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C++ Is It Safe to Delete a void Pointer?

According to C++ Standard deleting a void* (void pointer) is undefined behavior. However usually the program will compile and run without any errors. Also the memory pointed by the pointer will be cleared. But deleting a void pointer will not call destructors.

Below is an extract from C++ standard section 5.3.5.

"3    In the first alternative (delete object), if the static type of the object to be deleted is different from its dynamic type, the static type shall be a base class of the dynamic type of the object to be deleted and the static type shall have a virtual destructor or the behavior is undefined. In the second alternative (delete array) if the dynamic type of the object to be deleted differs from its static type, the behavior is undefined."

Obviously it's not recommended to delete void pointers and it is a bad practice. And as it will not call any destructors there can be memory leaks in your application. Some compilers will give a warning when you delete a void pointer.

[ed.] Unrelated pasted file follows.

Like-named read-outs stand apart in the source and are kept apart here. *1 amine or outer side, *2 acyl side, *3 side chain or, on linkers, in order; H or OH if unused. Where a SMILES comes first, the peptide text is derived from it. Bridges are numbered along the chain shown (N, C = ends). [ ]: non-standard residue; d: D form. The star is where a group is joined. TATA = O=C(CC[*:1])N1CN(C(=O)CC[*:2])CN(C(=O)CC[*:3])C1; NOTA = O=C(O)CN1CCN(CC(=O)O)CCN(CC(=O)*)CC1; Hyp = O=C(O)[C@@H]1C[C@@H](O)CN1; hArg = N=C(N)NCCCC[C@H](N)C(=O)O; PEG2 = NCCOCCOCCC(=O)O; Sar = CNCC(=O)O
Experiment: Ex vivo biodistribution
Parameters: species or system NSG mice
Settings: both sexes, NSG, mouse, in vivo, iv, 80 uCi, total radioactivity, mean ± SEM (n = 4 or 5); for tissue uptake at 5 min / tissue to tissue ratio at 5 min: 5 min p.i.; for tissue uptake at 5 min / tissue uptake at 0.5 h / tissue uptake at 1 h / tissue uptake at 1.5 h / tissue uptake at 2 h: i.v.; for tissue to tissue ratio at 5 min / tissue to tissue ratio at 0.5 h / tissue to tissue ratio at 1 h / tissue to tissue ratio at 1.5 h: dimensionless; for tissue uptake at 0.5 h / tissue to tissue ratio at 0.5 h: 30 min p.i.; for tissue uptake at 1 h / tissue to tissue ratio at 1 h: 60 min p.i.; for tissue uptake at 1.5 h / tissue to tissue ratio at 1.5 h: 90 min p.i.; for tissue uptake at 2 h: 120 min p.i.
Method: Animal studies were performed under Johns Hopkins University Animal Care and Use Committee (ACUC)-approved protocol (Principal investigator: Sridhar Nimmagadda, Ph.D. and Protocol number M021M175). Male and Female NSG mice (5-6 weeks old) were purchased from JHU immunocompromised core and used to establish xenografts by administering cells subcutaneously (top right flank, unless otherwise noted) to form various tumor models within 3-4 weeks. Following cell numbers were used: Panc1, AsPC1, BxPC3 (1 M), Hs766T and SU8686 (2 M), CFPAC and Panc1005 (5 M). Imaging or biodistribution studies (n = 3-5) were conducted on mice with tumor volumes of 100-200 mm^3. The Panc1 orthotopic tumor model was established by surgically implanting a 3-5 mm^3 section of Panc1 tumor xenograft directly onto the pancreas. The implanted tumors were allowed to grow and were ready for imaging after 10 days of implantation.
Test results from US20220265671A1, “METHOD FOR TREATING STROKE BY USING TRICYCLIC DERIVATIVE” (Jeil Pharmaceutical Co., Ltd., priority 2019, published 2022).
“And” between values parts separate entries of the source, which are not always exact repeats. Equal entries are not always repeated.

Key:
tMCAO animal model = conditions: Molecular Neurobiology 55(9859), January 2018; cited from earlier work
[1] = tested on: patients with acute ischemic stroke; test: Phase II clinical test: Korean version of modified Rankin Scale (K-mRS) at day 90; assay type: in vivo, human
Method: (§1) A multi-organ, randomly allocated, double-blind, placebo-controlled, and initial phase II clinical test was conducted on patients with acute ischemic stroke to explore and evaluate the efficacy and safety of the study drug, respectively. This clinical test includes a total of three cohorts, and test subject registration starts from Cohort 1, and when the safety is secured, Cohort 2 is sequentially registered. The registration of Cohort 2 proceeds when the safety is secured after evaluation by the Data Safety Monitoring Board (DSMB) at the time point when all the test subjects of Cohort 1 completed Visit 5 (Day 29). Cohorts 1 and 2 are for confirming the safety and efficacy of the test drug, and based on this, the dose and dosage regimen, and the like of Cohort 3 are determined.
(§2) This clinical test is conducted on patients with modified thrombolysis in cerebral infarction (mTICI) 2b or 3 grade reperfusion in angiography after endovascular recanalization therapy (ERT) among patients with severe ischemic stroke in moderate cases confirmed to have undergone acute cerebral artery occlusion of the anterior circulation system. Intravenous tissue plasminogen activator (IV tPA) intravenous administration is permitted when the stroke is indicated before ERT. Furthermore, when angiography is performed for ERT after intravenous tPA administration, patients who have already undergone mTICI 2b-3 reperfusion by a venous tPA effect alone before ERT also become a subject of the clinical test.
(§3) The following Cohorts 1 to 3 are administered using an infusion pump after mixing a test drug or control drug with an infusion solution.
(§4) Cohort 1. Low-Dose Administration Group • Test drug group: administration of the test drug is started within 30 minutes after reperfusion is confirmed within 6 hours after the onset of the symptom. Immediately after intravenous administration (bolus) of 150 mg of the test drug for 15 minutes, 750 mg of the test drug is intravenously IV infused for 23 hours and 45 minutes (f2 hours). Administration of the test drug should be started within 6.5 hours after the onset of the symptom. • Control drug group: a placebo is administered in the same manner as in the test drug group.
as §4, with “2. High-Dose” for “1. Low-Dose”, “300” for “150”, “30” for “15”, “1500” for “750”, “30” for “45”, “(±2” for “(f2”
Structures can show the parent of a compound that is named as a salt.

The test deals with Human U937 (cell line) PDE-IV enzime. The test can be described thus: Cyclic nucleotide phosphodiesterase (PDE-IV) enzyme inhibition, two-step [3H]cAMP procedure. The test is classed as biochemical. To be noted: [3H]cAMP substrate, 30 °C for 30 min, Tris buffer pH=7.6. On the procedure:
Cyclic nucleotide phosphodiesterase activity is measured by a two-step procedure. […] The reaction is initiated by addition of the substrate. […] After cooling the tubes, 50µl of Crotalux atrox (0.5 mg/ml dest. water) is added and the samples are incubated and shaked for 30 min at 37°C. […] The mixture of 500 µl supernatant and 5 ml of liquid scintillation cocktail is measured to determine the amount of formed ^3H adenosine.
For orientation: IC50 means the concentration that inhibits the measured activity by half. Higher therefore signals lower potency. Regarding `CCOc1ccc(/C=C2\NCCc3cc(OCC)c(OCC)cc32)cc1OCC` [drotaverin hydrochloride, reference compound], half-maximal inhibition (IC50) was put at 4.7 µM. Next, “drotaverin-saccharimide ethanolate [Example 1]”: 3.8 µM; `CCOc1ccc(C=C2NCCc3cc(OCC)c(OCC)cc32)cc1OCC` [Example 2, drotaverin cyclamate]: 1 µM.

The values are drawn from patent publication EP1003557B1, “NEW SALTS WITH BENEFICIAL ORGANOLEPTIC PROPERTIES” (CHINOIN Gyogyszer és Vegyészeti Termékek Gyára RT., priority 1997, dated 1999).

If you look at the below example there won't be any memory leaks as most allocators can use internal boundary tags to know how much memory needs to be deallocated.

Now let's look at the below example. In this example as you can see deleting pBadPractice will not call the destructor of Test class. Hence dynamic memory allocated inside the class will be leaked. Deleting of pGoodPracrtice will not leak any memory as we are casting to the correct pointer type before calling delete.

My suggestion is avoid void pointers in your code as much as possible. In case if you have any legacy code which has void pointer deletions you can cast them to the correct object type to avoid memory leaks.